When school communities fully leverage the strengths of their adult staff members, students reap the benefits. Taking their cue from boarding schools, private day schools frequently offer an array of co-curricular activities for students—sports, arts, and extended learning, such as robotics or studio time—led by classroom teachers who are compensated for this extra time. Public schools would struggle to schedule such programming entirely after school and on weekends, when teachers reasonably need time for their own lives. Public schools might challenge themselves to carve out an activity period within the school day to allow for this kind of learning, which deeply connects students to trusted adults who teach holistically, supporting them as both young people and content learners.

6. Teacher-centered professional development:

Private schools often pay for teachers to attend workshops and purchase materials of their choice. Innovation is grassroots, and these teachers spread their discoveries in a “each one teach one” model. Well-intentioned school leaders may think to provide egalitarian, communitywide professional development for the staff. However, the most effective and best-disseminated professional development is that which individual teachers call for. In my experience, public schools would be better served reallocating PD funds creatively, even as small microgrants, to allow innovation to take root. For example, rather than send an entire teaching staff to a pro forma workshop, schools might allow teachers to compete for that same pool of funds by writing competitive proposals to attend conferences or develop service-learning projects, after which they could share what they learn with their colleagues.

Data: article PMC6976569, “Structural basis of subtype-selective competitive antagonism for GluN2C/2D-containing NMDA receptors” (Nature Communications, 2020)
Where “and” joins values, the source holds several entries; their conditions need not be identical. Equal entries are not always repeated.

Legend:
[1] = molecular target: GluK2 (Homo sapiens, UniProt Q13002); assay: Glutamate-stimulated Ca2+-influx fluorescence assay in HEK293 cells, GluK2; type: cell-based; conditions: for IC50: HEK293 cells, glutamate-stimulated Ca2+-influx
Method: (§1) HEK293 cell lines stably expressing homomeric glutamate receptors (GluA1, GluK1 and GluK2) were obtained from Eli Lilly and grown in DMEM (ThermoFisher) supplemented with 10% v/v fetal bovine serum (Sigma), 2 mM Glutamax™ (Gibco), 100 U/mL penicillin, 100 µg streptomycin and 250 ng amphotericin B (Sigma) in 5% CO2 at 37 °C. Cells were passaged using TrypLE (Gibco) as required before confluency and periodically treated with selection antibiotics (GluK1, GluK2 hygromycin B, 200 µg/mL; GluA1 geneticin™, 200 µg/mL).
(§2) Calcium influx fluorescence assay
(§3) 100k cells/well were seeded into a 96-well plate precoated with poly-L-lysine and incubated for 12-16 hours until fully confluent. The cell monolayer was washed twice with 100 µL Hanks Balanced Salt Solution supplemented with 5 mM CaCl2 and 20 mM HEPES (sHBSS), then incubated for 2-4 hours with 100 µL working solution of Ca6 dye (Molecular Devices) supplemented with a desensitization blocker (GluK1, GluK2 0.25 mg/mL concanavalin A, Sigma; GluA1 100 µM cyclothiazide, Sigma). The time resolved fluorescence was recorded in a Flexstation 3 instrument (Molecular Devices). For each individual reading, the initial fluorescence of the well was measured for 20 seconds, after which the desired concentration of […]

In the end, there are fewer essential differences between public and private schools than one might expect. They are all ultimately teaching and learning communities. The best public school administrators already know how to create small pockets of flexibility for key initiatives like these, which are everyday practice at private schools. It is time for our districts and school boards to take note and help create more such opportunities.